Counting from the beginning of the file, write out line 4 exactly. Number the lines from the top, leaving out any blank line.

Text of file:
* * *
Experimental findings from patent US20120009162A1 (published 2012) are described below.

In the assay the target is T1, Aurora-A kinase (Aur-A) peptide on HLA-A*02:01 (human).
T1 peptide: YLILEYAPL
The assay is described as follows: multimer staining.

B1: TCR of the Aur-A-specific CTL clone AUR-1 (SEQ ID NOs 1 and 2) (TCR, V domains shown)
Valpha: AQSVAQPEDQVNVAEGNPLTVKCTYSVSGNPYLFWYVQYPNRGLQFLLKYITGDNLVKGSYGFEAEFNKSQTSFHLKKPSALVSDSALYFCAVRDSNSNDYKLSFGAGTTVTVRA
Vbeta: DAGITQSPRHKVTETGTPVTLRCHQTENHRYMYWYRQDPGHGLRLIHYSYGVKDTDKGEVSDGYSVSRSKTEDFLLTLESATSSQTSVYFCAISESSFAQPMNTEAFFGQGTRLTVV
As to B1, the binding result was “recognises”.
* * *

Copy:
The assay is described as follows: multimer staining.